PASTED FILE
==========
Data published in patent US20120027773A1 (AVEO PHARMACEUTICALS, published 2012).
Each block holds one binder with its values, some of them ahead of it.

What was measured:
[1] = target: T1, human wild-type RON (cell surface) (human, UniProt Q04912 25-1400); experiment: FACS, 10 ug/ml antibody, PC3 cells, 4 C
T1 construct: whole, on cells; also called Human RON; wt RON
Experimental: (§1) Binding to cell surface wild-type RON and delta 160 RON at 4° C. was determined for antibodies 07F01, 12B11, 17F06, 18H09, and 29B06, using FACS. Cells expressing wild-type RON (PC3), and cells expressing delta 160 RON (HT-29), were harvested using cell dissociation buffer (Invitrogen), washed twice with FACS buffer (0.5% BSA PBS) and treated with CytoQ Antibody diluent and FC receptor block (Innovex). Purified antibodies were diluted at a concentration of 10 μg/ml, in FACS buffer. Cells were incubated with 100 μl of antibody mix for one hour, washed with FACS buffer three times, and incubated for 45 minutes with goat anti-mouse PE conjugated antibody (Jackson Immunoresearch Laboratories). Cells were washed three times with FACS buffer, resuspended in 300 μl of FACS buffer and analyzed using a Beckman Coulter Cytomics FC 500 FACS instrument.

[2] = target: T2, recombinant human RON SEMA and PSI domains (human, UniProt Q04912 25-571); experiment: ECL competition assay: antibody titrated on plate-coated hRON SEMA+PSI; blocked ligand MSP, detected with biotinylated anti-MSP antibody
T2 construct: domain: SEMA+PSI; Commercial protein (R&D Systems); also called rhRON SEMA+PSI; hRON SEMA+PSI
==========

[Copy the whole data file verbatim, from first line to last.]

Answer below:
Data published in patent US20120027773A1 (AVEO PHARMACEUTICALS, published 2012).
Each block holds one binder with its values, some of them ahead of it.

What was measured:
[1] = target: T1, human wild-type RON (cell surface) (human, UniProt Q04912 25-1400); experiment: FACS, 10 ug/ml antibody, PC3 cells, 4 C
T1 construct: whole, on cells; also called Human RON; wt RON
Experimental: (§1) Binding to cell surface wild-type RON and delta 160 RON at 4° C. was determined for antibodies 07F01, 12B11, 17F06, 18H09, and 29B06, using FACS. Cells expressing wild-type RON (PC3), and cells expressing delta 160 RON (HT-29), were harvested using cell dissociation buffer (Invitrogen), washed twice with FACS buffer (0.5% BSA PBS) and treated with CytoQ Antibody diluent and FC receptor block (Innovex). Purified antibodies were diluted at a concentration of 10 μg/ml, in FACS buffer. Cells were incubated with 100 μl of antibody mix for one hour, washed with FACS buffer three times, and incubated for 45 minutes with goat anti-mouse PE conjugated antibody (Jackson Immunoresearch Laboratories). Cells were washed three times with FACS buffer, resuspended in 300 μl of FACS buffer and analyzed using a Beckman Coulter Cytomics FC 500 FACS instrument.

[2] = target: T2, recombinant human RON SEMA and PSI domains (human, UniProt Q04912 25-571); experiment: ECL competition assay: antibody titrated on plate-coated hRON SEMA+PSI; blocked ligand MSP, detected with biotinylated anti-MSP antibody
T2 construct: domain: SEMA+PSI; Commercial protein (R&D Systems); also called rhRON SEMA+PSI; hRON SEMA+PSI